Cite This Page:

NASA/Jet Propulsion Laboratory. "Hopes Fade For Silent Mars Polar Lander." ScienceDaily. ScienceDaily, 7 December 1999. <www.sciencedaily.com/releases/1999/12/991207075153.htm>.
NASA/Jet Propulsion Laboratory. (1999, December 7). Hopes Fade For Silent Mars Polar Lander. ScienceDaily. Retrieved November 27, 2014 from www.sciencedaily.com/releases/1999/12/991207075153.htm
NASA/Jet Propulsion Laboratory. "Hopes Fade For Silent Mars Polar Lander." ScienceDaily. www.sciencedaily.com/releases/1999/12/991207075153.htm (accessed November 27, 2014).

Share This


More From ScienceDaily



More Space & Time News

Thursday, November 27, 2014

Featured Research

from universities, journals, and other organizations


Featured Videos

from AP, Reuters, AFP, and other news services

Scientists Find Invisible Space Shield Protecting Earth

Scientists Find Invisible Space Shield Protecting Earth

Newsy (Nov. 27, 2014) An invisible barrier is keeping dangerous super fast electrons from interfering with our atmosphere, but scientists aren't entirely sure how. Video provided by Newsy
Powered by NewsLook.com
NASA's First 3-D Printer In Space Creates Its First Object

NASA's First 3-D Printer In Space Creates Its First Object

Newsy (Nov. 26, 2014) The International Space Station is now using a proof-of-concept 3D printer to test additive printing in a weightless, isolated environment. Video provided by Newsy
Powered by NewsLook.com
Feast Your Eyes: Lamb Chop Sent Into Space from UK

Feast Your Eyes: Lamb Chop Sent Into Space from UK

Reuters - Light News Video Online (Nov. 25, 2014) Take a stab at this -- stunt video shows a lamb chop's journey from an east London restaurant over 30 kilometers into space. Rough Cut (no reporter narration). Video provided by Reuters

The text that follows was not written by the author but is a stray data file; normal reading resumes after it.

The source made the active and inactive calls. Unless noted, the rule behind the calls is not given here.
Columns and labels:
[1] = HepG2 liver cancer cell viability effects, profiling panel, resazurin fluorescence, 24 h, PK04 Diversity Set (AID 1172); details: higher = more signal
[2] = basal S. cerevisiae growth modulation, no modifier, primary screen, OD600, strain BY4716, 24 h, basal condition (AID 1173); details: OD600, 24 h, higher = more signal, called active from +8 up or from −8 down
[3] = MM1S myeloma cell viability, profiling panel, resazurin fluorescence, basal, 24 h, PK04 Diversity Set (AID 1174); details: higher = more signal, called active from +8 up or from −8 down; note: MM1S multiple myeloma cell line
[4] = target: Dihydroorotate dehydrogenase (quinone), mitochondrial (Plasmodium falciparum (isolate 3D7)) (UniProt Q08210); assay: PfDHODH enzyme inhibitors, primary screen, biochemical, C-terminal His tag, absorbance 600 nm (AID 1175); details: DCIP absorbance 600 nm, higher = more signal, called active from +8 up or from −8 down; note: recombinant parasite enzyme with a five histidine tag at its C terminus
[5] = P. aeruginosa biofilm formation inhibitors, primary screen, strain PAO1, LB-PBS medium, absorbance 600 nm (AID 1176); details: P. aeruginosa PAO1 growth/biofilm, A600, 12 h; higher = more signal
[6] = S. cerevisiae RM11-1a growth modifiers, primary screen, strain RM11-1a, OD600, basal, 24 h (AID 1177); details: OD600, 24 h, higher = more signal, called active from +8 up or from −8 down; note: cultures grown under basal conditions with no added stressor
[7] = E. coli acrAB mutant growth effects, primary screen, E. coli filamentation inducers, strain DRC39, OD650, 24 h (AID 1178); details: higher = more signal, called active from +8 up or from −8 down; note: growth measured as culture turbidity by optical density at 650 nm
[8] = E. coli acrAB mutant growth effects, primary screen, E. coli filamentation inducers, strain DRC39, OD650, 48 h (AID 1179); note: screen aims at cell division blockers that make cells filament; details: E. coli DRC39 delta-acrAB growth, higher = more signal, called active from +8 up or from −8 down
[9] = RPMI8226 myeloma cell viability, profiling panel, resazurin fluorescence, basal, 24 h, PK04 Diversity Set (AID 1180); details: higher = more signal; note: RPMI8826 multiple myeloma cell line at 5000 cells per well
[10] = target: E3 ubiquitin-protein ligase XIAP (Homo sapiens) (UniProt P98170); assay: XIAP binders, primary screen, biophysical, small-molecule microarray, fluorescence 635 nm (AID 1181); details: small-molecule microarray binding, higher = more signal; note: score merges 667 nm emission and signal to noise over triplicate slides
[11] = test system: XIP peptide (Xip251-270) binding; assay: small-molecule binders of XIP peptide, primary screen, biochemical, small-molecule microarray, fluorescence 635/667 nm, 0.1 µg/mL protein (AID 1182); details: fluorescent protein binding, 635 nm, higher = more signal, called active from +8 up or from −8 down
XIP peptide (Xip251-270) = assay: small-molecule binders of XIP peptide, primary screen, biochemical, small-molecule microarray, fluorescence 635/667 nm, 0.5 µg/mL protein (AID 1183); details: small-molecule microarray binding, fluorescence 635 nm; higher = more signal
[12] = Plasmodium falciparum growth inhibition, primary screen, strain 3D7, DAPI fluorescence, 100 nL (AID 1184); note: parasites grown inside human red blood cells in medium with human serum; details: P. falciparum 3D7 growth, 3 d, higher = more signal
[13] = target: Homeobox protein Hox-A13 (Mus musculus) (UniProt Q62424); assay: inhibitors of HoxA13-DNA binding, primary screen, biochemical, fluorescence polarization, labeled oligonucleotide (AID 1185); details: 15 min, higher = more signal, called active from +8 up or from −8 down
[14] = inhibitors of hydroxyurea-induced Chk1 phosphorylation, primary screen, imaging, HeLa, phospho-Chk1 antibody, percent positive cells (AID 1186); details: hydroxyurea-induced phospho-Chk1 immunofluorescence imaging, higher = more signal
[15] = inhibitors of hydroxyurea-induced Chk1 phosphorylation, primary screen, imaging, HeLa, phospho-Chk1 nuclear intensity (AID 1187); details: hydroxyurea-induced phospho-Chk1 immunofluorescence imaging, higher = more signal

Powered by NewsLook.com
Soyuz Spacecraft Docks With International Space Station: NASA

Soyuz Spacecraft Docks With International Space Station: NASA

AFP (Nov. 24, 2014) A Russian Soyuz spacecraft carrying Italy's first female astronaut safely docks with the International Space Station, according to NASA. Duration: 00:40 Video provided by AFP
Powered by NewsLook.com

Search ScienceDaily

Number of stories in archives: 140,361

Find with keyword(s):
Enter a keyword or phrase to search ScienceDaily for related topics and research stories.

Save/Print:
Share:

Breaking News:

Strange & Offbeat Stories


Space & Time

Matter & Energy

Computers & Math

In Other News

... from NewsDaily.com

Science News

Health News

Environment News

Technology News



Save/Print:
Share:

Free Subscriptions


Get the latest science news with ScienceDaily's free email newsletters, updated daily and weekly. Or view hourly updated newsfeeds in your RSS reader:

Get Social & Mobile


Keep up to date with the latest news from ScienceDaily via social networks and mobile apps:

Have Feedback?


Tell us what you think of ScienceDaily -- we welcome both positive and negative comments. Have any problems using the site? Questions?
Mobile: iPhone Android Web
Follow: Facebook Twitter Google+
Subscribe: RSS Feeds Email Newsletters
Latest Headlines Health & Medicine Mind & Brain Space & Time Matter & Energy Computers & Math Plants & Animals Earth & Climate Fossils & Ruins